Jonah Kumalae was the First Hawaiian Uke Maker to Make it Big on the Mainland


When I did the research for this issue’s column, I had a lot of typical questions about Kumalae ukuleles: When and where were they made? What models did they produce?, etc. But after learning more about the man who created the company that bore his name, I was left wondering if Jonah Kumalae ever slept! Not only was he a luthier and businessman who founded one of the most prolific uke manufacturing companies in the Hawaiian Islands, he was also a family man with eight children, a talented musician, a newspaper publisher, and a politician who served at various times as Hawaii’s Food Commissioner, director of the Hawaii Land Company, and as a member of Hawaii’s Territorial Legislature. He even ran for Mayor of Honolulu in 1923.

Little is known of Kumalae’s early life, except that he worked for a time as a schoolteacher and as a farmer and poi manufacturer. Although Kumalae may have started building ukuleles as early as 1895 (how he got into lutherie is anybody’s guess), his company didn’t become prolific until the early 1910s, when they began mass-producing anywhere from 300 to 600 ukuleles per month. Working out of a 20,000-square-foot two-story factory building on Liliha Street in Honolulu, all the ukuleles and taropatches (8-string ukes) Kumalae built were made of koa wood sourced from trees logged on the Big Island of Hawaii.

Jonah Kumalae, center, and his family

The first big windfall for Kumalae’s ukulele business came in 1915, when he won a bid to display ukuleles in the Hawaiian Building at the Panama-Pacific International Exposition in San Francisco. His ukes won a Gold Award, which he touted on the decals adorning the headstocks of all the instruments he subsequently produced. The public’s exposure to Hawaiian music at the Exposition not only helped boost the popularity of the uke in America, but enabled Kumalae to do a brisk business selling instruments through Mainland dealers including Lyon & Healy, Oliver Ditson, C. Bruno & Son, the Bergstrom Music Company, and Sherman, Clay & Co.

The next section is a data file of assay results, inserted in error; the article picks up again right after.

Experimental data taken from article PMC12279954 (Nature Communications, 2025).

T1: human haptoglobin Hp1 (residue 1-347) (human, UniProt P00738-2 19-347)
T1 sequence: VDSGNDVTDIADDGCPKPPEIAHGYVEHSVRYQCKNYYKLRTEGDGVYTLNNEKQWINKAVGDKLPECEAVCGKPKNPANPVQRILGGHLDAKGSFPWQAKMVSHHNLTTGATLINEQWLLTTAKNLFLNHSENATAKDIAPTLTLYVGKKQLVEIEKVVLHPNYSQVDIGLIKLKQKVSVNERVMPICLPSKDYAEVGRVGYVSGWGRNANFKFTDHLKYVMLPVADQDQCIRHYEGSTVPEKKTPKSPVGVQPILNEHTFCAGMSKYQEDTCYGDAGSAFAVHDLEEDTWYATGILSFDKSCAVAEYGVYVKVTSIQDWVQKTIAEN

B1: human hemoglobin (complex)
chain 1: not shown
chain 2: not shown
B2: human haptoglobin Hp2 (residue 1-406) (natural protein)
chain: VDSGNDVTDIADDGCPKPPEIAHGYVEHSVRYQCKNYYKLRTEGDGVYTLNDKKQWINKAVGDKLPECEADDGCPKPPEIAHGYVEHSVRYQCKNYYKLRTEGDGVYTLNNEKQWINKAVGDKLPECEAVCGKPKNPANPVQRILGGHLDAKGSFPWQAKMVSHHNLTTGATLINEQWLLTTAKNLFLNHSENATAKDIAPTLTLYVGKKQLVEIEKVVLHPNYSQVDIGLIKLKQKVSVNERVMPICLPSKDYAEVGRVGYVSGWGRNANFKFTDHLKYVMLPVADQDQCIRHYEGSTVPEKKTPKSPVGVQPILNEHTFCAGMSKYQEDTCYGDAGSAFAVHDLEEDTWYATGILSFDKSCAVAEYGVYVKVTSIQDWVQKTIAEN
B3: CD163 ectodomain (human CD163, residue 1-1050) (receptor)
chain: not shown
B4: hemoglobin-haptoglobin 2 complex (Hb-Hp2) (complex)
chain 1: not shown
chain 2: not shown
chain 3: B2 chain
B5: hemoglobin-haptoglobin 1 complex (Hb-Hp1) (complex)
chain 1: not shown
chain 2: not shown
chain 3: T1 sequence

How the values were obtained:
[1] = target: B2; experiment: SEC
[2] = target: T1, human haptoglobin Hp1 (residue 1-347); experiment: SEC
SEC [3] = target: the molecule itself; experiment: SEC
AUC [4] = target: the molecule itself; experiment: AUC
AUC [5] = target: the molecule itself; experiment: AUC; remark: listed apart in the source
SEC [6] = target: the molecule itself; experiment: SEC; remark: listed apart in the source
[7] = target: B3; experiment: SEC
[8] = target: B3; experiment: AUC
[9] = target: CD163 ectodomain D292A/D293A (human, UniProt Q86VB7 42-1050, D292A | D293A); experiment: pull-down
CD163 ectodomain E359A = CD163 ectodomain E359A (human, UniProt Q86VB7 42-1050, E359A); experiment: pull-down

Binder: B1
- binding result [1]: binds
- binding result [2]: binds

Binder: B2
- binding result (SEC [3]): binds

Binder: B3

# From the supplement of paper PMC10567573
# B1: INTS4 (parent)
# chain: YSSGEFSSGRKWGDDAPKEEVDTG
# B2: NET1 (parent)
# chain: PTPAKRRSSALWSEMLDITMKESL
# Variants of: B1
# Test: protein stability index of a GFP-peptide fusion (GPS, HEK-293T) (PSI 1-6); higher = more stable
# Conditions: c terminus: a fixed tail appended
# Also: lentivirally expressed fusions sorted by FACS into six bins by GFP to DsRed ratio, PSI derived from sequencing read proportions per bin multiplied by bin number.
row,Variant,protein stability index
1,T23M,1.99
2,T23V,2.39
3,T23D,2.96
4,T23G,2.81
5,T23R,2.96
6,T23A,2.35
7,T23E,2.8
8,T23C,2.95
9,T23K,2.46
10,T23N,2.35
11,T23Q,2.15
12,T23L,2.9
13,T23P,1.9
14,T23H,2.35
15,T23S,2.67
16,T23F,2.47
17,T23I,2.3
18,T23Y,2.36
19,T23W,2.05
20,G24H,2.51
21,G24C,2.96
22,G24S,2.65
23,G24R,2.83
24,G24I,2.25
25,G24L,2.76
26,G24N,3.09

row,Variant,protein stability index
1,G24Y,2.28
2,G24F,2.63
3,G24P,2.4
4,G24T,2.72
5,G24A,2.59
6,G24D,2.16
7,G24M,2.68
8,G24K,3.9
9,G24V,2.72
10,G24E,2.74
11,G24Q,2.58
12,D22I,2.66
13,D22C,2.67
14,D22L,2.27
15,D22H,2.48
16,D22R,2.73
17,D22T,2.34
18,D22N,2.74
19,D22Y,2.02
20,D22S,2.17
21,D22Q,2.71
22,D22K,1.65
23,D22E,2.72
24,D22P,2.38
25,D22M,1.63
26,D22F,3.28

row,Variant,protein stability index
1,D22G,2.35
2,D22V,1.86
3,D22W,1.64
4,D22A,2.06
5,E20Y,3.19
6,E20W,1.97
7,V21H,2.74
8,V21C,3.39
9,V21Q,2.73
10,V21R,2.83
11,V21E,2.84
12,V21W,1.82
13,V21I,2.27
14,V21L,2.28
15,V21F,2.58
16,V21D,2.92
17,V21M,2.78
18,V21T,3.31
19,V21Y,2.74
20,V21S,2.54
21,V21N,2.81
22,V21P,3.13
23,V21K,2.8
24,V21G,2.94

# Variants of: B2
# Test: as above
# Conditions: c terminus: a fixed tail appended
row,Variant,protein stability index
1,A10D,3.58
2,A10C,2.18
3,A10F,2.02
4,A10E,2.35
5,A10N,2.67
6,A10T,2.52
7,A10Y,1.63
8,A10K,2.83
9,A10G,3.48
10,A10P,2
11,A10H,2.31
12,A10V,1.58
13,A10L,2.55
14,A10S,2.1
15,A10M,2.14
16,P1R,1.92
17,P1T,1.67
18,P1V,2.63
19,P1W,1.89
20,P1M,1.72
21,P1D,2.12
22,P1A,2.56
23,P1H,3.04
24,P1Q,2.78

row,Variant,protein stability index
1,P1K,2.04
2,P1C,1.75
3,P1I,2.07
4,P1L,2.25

Back in the Islands, Kumalae ukuleles were sold at local tourist shops and hotels, including the Royal Hawaiian Hotel on Waikiki beach in Honolulu. It’s also believed that Kumalae ukes were given to first-class passengers aboard steam ships bound for Hawaii in the 1920s.

At its peak, Kumalae was producing six different models of soprano-sized ukuleles, numbered 20 through 25 (sometimes numbered as styles 0 to 5). Their cheapest model was the Style 20 uke with a body made from plain, straight-grained koa and just one narrow ring inlaid around the soundhole (the upright uke center-left in the top photo). More expensive models were made from more attractive figured koa and sported fancier appointments. The top models featured rope binding around both tops and soundholes. The Style 25 also had rope-style wood stripes down the center and edges of the fingerboard. It’s unclear what models of taropatch they produced, as these are exceedingly rare; I’ve never even seen a photo of one. There’s also evidence that Kumalae made a small number of banjo ukes and mini-sized “sopranino” ukuleles. 

Like most Hawaiian ukes made during this period, the bodies of Kumalae ukuleles were egg-shell thin and had slightly arched backs. Because they were individually handmade, no two bodies are exactly alike. Metal frets were set directly into the necks; no applied fingerboards. All instruments were finished in French polished shellac. Friction wood pegs came standard, but celluloid or mechanical tuners could be fitted for an additional cost.

Unfortunately, Kumalae experienced a devastating setback in October 1922, when a fire destroyed the Liliha Street factory, burning up more than 4,000 instruments and causing at least $10,000 in damage. But thanks to Jonah’s tenacity, Kumalae regrouped and resumed ukulele production, being one the few uke manufacturers who stayed in business during the Great Depression, which spanned most of the 1930s. It was only after Jonah’s death in 1940 that his ukulele company closed its doors. The Kumalae brand name was briefly revived in 2012 by the Welkin Sound company of Ontario, California, which sold a line of ukes made in Asia.